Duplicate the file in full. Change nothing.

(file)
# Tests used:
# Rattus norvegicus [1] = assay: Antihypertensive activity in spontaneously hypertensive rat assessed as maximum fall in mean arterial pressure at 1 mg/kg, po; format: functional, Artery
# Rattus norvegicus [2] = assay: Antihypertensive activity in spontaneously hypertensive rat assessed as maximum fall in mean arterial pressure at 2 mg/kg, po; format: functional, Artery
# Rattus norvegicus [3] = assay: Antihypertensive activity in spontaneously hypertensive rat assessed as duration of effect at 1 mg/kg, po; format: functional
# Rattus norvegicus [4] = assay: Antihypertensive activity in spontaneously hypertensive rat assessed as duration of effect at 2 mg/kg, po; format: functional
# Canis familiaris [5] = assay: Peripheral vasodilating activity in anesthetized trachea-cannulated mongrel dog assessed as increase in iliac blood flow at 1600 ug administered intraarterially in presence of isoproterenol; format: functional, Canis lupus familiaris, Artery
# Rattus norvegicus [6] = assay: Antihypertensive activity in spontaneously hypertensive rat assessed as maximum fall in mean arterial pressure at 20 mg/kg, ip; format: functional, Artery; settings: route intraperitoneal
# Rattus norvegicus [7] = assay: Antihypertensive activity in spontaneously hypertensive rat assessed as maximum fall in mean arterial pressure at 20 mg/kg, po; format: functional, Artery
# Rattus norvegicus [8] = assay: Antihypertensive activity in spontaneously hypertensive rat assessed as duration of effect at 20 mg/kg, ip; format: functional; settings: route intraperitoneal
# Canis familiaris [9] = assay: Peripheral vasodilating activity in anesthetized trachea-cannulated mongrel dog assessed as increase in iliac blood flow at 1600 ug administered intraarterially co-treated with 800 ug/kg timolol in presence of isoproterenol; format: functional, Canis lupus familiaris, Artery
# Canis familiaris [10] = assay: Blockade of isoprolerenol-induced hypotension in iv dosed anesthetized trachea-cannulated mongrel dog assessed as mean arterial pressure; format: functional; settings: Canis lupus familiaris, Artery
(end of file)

# Tests used:
# Rattus norvegicus [1] = assay: Antihypertensive activity in spontaneously hypertensive rat assessed as maximum fall in mean arterial pressure at 1 mg/kg, po; format: functional, Artery
# Rattus norvegicus [2] = assay: Antihypertensive activity in spontaneously hypertensive rat assessed as maximum fall in mean arterial pressure at 2 mg/kg, po; format: functional, Artery
# Rattus norvegicus [3] = assay: Antihypertensive activity in spontaneously hypertensive rat assessed as duration of effect at 1 mg/kg, po; format: functional
# Rattus norvegicus [4] = assay: Antihypertensive activity in spontaneously hypertensive rat assessed as duration of effect at 2 mg/kg, po; format: functional
# Canis familiaris [5] = assay: Peripheral vasodilating activity in anesthetized trachea-cannulated mongrel dog assessed as increase in iliac blood flow at 1600 ug administered intraarterially in presence of isoproterenol; format: functional, Canis lupus familiaris, Artery
# Rattus norvegicus [6] = assay: Antihypertensive activity in spontaneously hypertensive rat assessed as maximum fall in mean arterial pressure at 20 mg/kg, ip; format: functional, Artery; settings: route intraperitoneal
# Rattus norvegicus [7] = assay: Antihypertensive activity in spontaneously hypertensive rat assessed as maximum fall in mean arterial pressure at 20 mg/kg, po; format: functional, Artery
# Rattus norvegicus [8] = assay: Antihypertensive activity in spontaneously hypertensive rat assessed as duration of effect at 20 mg/kg, ip; format: functional; settings: route intraperitoneal
# Canis familiaris [9] = assay: Peripheral vasodilating activity in anesthetized trachea-cannulated mongrel dog assessed as increase in iliac blood flow at 1600 ug administered intraarterially co-treated with 800 ug/kg timolol in presence of isoproterenol; format: functional, Canis lupus familiaris, Artery
# Canis familiaris [10] = assay: Blockade of isoprolerenol-induced hypotension in iv dosed anesthetized trachea-cannulated mongrel dog assessed as mean arterial pressure; format: functional; settings: Canis lupus familiaris, Artery